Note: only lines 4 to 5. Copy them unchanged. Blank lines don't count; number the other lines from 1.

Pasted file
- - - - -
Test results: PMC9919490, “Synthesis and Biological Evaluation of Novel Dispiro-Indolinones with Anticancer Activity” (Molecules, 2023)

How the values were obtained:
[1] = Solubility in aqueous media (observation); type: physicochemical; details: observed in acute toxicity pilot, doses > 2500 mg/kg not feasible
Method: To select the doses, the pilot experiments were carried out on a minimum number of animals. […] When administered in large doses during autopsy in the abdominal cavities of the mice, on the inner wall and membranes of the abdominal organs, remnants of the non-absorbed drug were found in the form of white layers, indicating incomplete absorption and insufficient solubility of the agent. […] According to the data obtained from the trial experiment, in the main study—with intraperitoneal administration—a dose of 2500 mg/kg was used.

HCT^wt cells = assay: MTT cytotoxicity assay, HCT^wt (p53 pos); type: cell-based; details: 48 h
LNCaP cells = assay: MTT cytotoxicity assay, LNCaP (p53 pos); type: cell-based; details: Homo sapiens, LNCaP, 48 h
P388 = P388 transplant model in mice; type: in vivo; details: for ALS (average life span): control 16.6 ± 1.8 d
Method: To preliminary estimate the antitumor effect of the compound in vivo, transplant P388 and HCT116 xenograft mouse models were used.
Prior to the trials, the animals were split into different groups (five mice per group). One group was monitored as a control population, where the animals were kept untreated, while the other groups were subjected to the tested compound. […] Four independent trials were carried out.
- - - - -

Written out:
Method: To select the doses, the pilot experiments were carried out on a minimum number of animals. […] When administered in large doses during autopsy in the abdominal cavities of the mice, on the inner wall and membranes of the abdominal organs, remnants of the non-absorbed drug were found in the form of white layers, indicating incomplete absorption and insufficient solubility of the agent. […] According to the data obtained from the trial experiment, in the main study—with intraperitoneal administration—a dose of 2500 mg/kg was used.

HCT^wt cells = assay: MTT cytotoxicity assay, HCT^wt (p53 pos); type: cell-based; details: 48 h